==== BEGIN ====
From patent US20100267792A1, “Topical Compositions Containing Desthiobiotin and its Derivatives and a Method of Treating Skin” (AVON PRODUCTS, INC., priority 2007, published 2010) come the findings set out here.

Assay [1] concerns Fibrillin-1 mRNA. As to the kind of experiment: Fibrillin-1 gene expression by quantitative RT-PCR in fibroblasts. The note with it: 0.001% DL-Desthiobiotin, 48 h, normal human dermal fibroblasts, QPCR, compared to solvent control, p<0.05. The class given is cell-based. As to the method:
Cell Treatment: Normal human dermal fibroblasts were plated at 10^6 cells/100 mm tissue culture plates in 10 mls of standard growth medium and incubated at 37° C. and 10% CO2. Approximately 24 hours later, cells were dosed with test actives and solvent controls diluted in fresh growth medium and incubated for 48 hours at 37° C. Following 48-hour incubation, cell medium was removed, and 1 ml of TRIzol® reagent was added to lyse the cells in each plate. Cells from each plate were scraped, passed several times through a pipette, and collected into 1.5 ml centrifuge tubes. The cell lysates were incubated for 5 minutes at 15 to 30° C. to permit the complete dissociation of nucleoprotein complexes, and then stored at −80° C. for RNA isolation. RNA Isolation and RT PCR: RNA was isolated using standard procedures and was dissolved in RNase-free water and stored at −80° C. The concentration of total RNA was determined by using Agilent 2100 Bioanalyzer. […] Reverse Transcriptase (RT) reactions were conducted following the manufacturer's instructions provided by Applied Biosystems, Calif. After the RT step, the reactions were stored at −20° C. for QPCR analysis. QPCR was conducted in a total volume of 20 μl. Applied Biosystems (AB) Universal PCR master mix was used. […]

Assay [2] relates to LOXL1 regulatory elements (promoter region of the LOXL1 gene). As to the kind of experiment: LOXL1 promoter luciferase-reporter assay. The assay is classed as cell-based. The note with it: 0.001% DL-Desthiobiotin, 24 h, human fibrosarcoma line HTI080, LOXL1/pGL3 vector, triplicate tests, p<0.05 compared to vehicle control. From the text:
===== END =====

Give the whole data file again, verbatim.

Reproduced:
From patent US20100267792A1, “Topical Compositions Containing Desthiobiotin and its Derivatives and a Method of Treating Skin” (AVON PRODUCTS, INC., priority 2007, published 2010) come the findings set out here.

Assay [1] concerns Fibrillin-1 mRNA. As to the kind of experiment: Fibrillin-1 gene expression by quantitative RT-PCR in fibroblasts. The note with it: 0.001% DL-Desthiobiotin, 48 h, normal human dermal fibroblasts, QPCR, compared to solvent control, p<0.05. The class given is cell-based. As to the method:
Cell Treatment: Normal human dermal fibroblasts were plated at 10^6 cells/100 mm tissue culture plates in 10 mls of standard growth medium and incubated at 37° C. and 10% CO2. Approximately 24 hours later, cells were dosed with test actives and solvent controls diluted in fresh growth medium and incubated for 48 hours at 37° C. Following 48-hour incubation, cell medium was removed, and 1 ml of TRIzol® reagent was added to lyse the cells in each plate. Cells from each plate were scraped, passed several times through a pipette, and collected into 1.5 ml centrifuge tubes. The cell lysates were incubated for 5 minutes at 15 to 30° C. to permit the complete dissociation of nucleoprotein complexes, and then stored at −80° C. for RNA isolation. RNA Isolation and RT PCR: RNA was isolated using standard procedures and was dissolved in RNase-free water and stored at −80° C. The concentration of total RNA was determined by using Agilent 2100 Bioanalyzer. […] Reverse Transcriptase (RT) reactions were conducted following the manufacturer's instructions provided by Applied Biosystems, Calif. After the RT step, the reactions were stored at −20° C. for QPCR analysis. QPCR was conducted in a total volume of 20 μl. Applied Biosystems (AB) Universal PCR master mix was used. […]

Assay [2] relates to LOXL1 regulatory elements (promoter region of the LOXL1 gene). As to the kind of experiment: LOXL1 promoter luciferase-reporter assay. The assay is classed as cell-based. The note with it: 0.001% DL-Desthiobiotin, 24 h, human fibrosarcoma line HTI080, LOXL1/pGL3 vector, triplicate tests, p<0.05 compared to vehicle control. From the text: